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Status of the Dosimetry for the Radiation Effects Research Foundation (DS86) terial for reconstructing the dose as a function of distance from the bomb hypocenter. Samples of brick and roof tile were selected at homes, universities, temples, a hospital, and so on according to criteria for quantitative exposure measurements. The technique to obtain the TL data on brick and tile exposure was then developed and carried out with extraordinary care. Three methods of measurement, with variations, have been used. The first was the high-temperature technique, which is a straightforward measurement of the glow curve (luminescence with heating), from a sample of quartz. The sample is separated from the clay-tile matrix and, irradiated at a known exposure, and the glow curve is read. The main trap for electrons displaced by the gamma-ray exposure of interest is a relatively high energy trap of about 7 eV and requires near 500°C heating to erase the signal (by annealing) and up to about 300°C for the glow-curve (TL) measurement. The second, or additive, technique attempts to correct for an initial nonlinearity in the dose-response relationship of quartz by irradiating multiple samples of the extracted quartz at increasing doses, and correcting the measurements of the original sample in the nonlinear or supralinear region. The third, predose, technique and its variations use a lower-energy electron trap in quartz near 110°C, which fades rapidly and is not found in normal samples. The stored-dose information in the higher-energy trap can be explored with sufficient heating of the sample to permit transfer from the high-energy to the low-energy trap and then readout of the low-energy information. All three techniques have been used on specimens of brick and ceramic tiles in Hiroshima and Nagasaki and provide quantitative measurements of the cumulative gamma-ray dose histories of the quartz crystals in the samples. After conversion to estimates of free-in-air tissue kerma at the specimens’ locations at the time of the bombing, these measurements can be compared directly with estimates calculated from DS86. The details of the comparison procedure are shown in Figure 2–1. The gamma-ray kerma at both Hiroshima and Nagasaki was measured directly with the radiation signal stored in brick or tile within the range of the bomb radiation. The measurements show that, within the predictable error, the agreement with the DS86 calculation is satisfactory. However, there are at least three inherent sources of bias in making measurements with the TL method and comparing them with DS86 estimates. These are considered here to show the extent of agreement with the DS86 calculations: Fading. Fading of the radiation signal with time occurs readily in other TL materials, such as LiF, but quartz is considered to have a very stable high-energy trap. Fading of the signal occurs if heating, after exposure, occurs near the trap temperature region, 400–500°C. Backscatter medium. The response signal in a sample that is part of a large structure, such as a roof or wall with concomitant backscattered radiation from the surrounding material, is larger than the response to a calibration exposure carried out without backing material.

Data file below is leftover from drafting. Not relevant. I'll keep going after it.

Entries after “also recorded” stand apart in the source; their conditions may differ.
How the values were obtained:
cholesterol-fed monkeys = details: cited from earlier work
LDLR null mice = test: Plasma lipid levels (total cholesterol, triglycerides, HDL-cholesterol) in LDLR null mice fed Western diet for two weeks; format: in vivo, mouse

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Status of the Dosimetry for the Radiation Effects Research Foundation (DS86) FIGURE 2–1 Measured and calculated quantities and related to gamma dose (free-in-air tissue kerma). Quartz energy response. At the same air kerma the energy signal in quartz at low photon energies per unit dose (or fluence) is greater than that at higher photon energy. Background issues. An additional consideration is the uncertainty in the measurement of the natural background radiation signal inherent in any brick or tile, which must be subtracted if bomb radiation is to be measured. These four factors and their effects on the quality of TL measurements are discussed in more detail in the following sections. Fading Figures 2–2 and 2–3, from The Effects of Nuclear Weapons (Glasstone and Dolan 1977), show the thermal effects of the Hiroshima bomb. Figure 2–2 shows the bubbling or blistering of common roof tile from the heat of the bomb. The ther-

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Status of the Dosimetry for the Radiation Effects Research Foundation (DS86) FIGURE 2–2 Flash marks produced by thermal radiation on asphalt of bridge in Hiroshima. Where the railings served as protection from the radiation, there were no marks; the length and direction of “shadows” indicate the point of the bomb explosion (Glasstone and Dolan 1977). mal shadow of the railings on the asphalt bridge pavement was used to support the estimates of height of the detonation. The Effects of Nuclear Weapons provides evidence that blistering of tiles (Figure 2–3) was observed up to 980 m from the hypocenter. The radiant energy at this distance was estimated to be 45 cal/cm2. Experimental heating of similar tiles showed that an 1800°C impulse for 4 s produced the same blistering, although the heat penetration into the tile was thought to be greater than that in Hiroshima or Nagasaki. No further information on this point is given. Although temperature of that magnitude would certainly affect the TL signal after exposure, there are no data to confirm fading of a signal when the radiation exposure and the radiant energy occur at nearly the same moment. It is not known